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What To Do With an Old G5 Tower? 417

Posted by timothy
from the such-a-beautiful-exterior dept.
lunatic1969 writes "I've got an old G5 PowerPC tower that's sitting in a spare room not seeing much in the way of use. I'd like to stick a Linux distribution on it and maybe breathe some life back into it. I've got a few vague ideas — it might be a handy file server, streaming video for a security system, or simply just to have a spare box around. My question is therefore in two parts: First, are there any particularly creative projects or ideas anyone has for an old G5, and second and most important, which distribution currently offers the best support for this box?"
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What To Do With an Old G5 Tower?

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  • PPC Linux (Score:5, Informative)

    by worx101 (1799560) on Friday July 23, 2010 @07:39PM (#33009538)
    Yellow Dog probably has the best support, but you could always look at the PPC version of Ubuntu.
  • by alen (225700) on Friday July 23, 2010 @07:39PM (#33009542)

    personally i'd send it to China for "recycling" or just junk it or donate it. you'll get better performance buying a new iMac and virtualizing the G5. File servers are so last decade. just get an external hard drive and connect it to a TV all of which come with USB ports these days and play a long list of media files

    • (singing): "Put 'im in the bilge and make 'im drink it, Ear-lye in the morning!"

    • by h4rr4r (612664)

      Then you have to carry the drive around like some sort of cretin. File servers are more useful this decade than last, when I can store every DVD I have as iso and a format my smartphone can play.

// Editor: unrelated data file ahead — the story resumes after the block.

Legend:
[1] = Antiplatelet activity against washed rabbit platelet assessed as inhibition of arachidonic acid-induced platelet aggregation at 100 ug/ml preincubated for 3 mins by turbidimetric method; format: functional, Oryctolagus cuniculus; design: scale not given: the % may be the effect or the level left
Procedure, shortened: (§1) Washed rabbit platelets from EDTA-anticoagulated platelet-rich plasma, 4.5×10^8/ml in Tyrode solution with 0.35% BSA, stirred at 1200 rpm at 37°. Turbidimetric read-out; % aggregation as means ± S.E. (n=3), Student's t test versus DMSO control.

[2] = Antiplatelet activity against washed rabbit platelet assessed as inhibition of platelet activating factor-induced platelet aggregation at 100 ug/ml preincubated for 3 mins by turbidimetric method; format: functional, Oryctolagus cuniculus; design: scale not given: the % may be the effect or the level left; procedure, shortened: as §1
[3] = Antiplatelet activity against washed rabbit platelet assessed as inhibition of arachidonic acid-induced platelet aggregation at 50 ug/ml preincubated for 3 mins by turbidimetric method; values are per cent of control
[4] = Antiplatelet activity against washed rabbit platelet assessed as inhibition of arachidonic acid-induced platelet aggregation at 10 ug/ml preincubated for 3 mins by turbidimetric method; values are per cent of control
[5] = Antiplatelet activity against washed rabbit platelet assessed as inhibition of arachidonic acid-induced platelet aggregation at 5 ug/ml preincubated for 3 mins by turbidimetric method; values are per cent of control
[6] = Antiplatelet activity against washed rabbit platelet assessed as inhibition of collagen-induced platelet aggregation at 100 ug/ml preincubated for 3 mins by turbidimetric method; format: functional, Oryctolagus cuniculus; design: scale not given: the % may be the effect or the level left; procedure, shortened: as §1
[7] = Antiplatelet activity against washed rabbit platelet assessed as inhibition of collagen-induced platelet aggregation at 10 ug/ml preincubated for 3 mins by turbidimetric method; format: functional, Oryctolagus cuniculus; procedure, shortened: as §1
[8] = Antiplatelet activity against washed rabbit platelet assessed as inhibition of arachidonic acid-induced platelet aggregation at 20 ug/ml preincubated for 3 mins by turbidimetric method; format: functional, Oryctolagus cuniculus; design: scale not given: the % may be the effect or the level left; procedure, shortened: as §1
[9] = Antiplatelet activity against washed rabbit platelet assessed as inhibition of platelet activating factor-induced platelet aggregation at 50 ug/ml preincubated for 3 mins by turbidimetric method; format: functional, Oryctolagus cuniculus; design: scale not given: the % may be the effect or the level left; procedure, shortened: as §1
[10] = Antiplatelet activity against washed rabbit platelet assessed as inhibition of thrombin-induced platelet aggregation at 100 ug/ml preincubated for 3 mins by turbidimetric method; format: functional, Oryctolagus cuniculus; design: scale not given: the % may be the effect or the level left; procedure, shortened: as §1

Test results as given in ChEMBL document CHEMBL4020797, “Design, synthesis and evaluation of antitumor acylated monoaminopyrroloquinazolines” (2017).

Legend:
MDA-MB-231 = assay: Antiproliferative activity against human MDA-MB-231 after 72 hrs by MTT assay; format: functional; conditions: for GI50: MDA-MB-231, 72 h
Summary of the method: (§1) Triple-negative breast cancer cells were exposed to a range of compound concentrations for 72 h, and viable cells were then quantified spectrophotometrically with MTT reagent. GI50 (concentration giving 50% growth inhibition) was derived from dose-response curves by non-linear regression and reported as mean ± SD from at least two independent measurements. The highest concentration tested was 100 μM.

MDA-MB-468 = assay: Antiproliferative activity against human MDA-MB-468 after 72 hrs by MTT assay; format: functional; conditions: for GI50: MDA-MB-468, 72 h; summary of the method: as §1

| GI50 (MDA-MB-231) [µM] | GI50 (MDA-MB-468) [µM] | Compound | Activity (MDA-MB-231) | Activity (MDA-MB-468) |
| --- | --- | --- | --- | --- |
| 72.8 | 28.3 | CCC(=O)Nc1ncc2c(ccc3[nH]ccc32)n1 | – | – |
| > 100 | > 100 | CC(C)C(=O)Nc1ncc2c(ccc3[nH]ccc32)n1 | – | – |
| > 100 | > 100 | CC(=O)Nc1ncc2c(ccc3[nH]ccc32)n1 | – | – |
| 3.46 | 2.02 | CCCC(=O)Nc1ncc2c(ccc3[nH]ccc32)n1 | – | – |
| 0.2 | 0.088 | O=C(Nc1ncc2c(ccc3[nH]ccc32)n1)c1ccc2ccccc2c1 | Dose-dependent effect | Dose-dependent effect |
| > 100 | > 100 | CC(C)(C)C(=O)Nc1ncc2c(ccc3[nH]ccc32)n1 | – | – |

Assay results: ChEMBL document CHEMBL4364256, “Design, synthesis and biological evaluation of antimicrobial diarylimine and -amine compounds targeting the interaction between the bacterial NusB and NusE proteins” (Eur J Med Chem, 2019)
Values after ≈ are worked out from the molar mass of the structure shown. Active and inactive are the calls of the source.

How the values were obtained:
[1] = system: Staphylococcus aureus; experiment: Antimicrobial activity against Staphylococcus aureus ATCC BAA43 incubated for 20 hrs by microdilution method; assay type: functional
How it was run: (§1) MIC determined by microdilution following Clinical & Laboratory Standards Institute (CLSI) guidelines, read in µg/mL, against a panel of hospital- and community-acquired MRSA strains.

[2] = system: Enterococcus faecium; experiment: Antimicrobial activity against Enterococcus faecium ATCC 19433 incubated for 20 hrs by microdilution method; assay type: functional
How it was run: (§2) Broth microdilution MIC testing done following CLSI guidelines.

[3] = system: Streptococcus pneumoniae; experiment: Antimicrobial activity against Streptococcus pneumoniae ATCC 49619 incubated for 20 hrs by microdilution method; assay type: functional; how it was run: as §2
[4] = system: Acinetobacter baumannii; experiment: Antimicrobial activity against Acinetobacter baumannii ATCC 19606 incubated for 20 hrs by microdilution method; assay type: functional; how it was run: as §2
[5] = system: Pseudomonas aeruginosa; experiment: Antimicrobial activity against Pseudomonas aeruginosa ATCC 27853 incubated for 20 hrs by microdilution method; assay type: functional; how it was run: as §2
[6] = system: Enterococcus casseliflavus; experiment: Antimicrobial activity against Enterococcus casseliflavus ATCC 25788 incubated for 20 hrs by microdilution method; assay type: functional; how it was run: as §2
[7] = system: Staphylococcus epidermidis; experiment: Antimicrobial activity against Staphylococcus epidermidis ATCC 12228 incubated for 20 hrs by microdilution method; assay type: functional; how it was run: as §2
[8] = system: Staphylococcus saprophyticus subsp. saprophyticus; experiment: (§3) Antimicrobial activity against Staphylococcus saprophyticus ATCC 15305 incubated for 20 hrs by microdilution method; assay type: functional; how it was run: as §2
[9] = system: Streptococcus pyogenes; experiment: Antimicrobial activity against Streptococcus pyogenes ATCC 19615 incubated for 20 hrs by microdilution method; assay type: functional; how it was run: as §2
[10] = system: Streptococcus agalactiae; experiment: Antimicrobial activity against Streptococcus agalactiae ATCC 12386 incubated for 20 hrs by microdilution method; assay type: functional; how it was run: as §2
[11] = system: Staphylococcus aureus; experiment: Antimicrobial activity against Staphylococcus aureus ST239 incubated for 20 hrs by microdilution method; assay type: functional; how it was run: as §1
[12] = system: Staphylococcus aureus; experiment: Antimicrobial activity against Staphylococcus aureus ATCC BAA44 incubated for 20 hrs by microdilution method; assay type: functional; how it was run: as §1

• by beelsebob (529313) on Saturday July 24, 2010 @03:11AM (#33011852)

      I couldn't agree more with this sentiment. The Powermac G5s all idle at around 150W, and most used about 600-700W under load. Left idle all year serving files it'll cost $150 a year just in electricity to run... All this for a slower machine than a MacMini, which doing the equivalent thing would use 10W.

  • Genius (Score:5, Funny)

    by binarylarry (1338699) on Friday July 23, 2010 @07:41PM (#33009562)

    I think I speak for all of us here on Slashdot when I say, porn file server running Linux.

  • retire it (Score:5, Insightful)

    by joe_bruin (266648) on Friday July 23, 2010 @07:42PM (#33009570) Homepage Journal

    A G5 tower is a monstrous waste of electricity with trivial performance in return compared to a modern machine. Its primary use these days is as a space heater.

    • Re:retire it (Score:5, Insightful)

      by jtownatpunk.net (245670) on Friday July 23, 2010 @08:05PM (#33009770)

      I'm glad somebody said it. The money you'd save on electricity in a year would probably pay for a little NAS appliance that barely takes up more space than the drive(s).

    • Re:retire it (Score:5, Informative)

      by je ne sais quoi (987177) on Friday July 23, 2010 @08:06PM (#33009780)
      Say what?! One of my older machines is a G5 dual proc, 2.7 Ghz. That's still a VERY respectable clock speed, it's 64 bit and the dual procs means it's still pretty fast. The submitter didn't mention what speed his was (I'm guessing slower) but depending on that, a G5 could very well be a useful machine. It's not like it's an Athlon or something that is both slow, 32 bit and single core.

      Since the G5 was designed for performance, it's not exactly a great file server chip though. But it's far from being a "space heater" as you say -- mine gets used every work day. As others have pointed out, either put linux on it, or put an older version of OS X on it. I still have 10.4 on mine because it was the last OS Apple produced that was streamlined for the PPC. However, now that Apple has stopped supporting it, I'll have to break down and put 10.5 on it. On other older machines though I have installed both pbbuttons and gtkpbbuttons which support a lot of of the media keys on the keyboard pretty well.